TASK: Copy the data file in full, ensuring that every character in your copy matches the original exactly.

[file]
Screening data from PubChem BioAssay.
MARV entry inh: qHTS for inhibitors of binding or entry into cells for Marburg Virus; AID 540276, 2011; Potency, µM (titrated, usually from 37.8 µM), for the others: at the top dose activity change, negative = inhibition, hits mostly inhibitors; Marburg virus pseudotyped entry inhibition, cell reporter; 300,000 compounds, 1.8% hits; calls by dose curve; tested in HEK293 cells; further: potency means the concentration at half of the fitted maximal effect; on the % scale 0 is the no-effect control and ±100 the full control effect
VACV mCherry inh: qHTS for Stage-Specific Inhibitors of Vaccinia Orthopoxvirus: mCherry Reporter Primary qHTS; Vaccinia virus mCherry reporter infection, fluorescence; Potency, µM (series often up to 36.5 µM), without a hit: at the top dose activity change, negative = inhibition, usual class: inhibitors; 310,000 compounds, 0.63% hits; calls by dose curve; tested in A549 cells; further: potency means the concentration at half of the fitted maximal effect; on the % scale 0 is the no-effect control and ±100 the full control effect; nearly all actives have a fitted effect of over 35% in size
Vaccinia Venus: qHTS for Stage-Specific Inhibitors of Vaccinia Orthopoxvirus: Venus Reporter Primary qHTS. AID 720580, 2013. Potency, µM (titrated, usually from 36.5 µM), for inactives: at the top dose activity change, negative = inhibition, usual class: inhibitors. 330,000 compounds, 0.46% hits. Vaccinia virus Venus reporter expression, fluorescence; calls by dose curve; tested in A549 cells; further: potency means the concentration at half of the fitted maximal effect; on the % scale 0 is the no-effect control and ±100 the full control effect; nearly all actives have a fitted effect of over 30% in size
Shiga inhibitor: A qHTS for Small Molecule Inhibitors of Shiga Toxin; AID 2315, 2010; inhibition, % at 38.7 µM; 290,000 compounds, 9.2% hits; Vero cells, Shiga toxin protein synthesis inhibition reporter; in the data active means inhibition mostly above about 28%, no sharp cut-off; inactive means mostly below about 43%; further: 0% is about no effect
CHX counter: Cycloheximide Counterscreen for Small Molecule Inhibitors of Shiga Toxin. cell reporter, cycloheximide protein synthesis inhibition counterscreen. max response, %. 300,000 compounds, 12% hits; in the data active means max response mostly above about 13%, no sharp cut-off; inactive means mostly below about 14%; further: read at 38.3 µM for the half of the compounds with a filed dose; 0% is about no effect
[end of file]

Screening data from PubChem BioAssay.
MARV entry inh: qHTS for inhibitors of binding or entry into cells for Marburg Virus; AID 540276, 2011; Potency, µM (titrated, usually from 37.8 µM), for the others: at the top dose activity change, negative = inhibition, hits mostly inhibitors; Marburg virus pseudotyped entry inhibition, cell reporter; 300,000 compounds, 1.8% hits; calls by dose curve; tested in HEK293 cells; further: potency means the concentration at half of the fitted maximal effect; on the % scale 0 is the no-effect control and ±100 the full control effect
VACV mCherry inh: qHTS for Stage-Specific Inhibitors of Vaccinia Orthopoxvirus: mCherry Reporter Primary qHTS; Vaccinia virus mCherry reporter infection, fluorescence; Potency, µM (series often up to 36.5 µM), without a hit: at the top dose activity change, negative = inhibition, usual class: inhibitors; 310,000 compounds, 0.63% hits; calls by dose curve; tested in A549 cells; further: potency means the concentration at half of the fitted maximal effect; on the % scale 0 is the no-effect control and ±100 the full control effect; nearly all actives have a fitted effect of over 35% in size
Vaccinia Venus: qHTS for Stage-Specific Inhibitors of Vaccinia Orthopoxvirus: Venus Reporter Primary qHTS. AID 720580, 2013. Potency, µM (titrated, usually from 36.5 µM), for inactives: at the top dose activity change, negative = inhibition, usual class: inhibitors. 330,000 compounds, 0.46% hits. Vaccinia virus Venus reporter expression, fluorescence; calls by dose curve; tested in A549 cells; further: potency means the concentration at half of the fitted maximal effect; on the % scale 0 is the no-effect control and ±100 the full control effect; nearly all actives have a fitted effect of over 30% in size
Shiga inhibitor: A qHTS for Small Molecule Inhibitors of Shiga Toxin; AID 2315, 2010; inhibition, % at 38.7 µM; 290,000 compounds, 9.2% hits; Vero cells, Shiga toxin protein synthesis inhibition reporter; in the data active means inhibition mostly above about 28%, no sharp cut-off; inactive means mostly below about 43%; further: 0% is about no effect
CHX counter: Cycloheximide Counterscreen for Small Molecule Inhibitors of Shiga Toxin. cell reporter, cycloheximide protein synthesis inhibition counterscreen. max response, %. 300,000 compounds, 12% hits; in the data active means max response mostly above about 13%, no sharp cut-off; inactive means mostly below about 14%; further: read at 38.3 µM for the half of the compounds with a filed dose; 0% is about no effect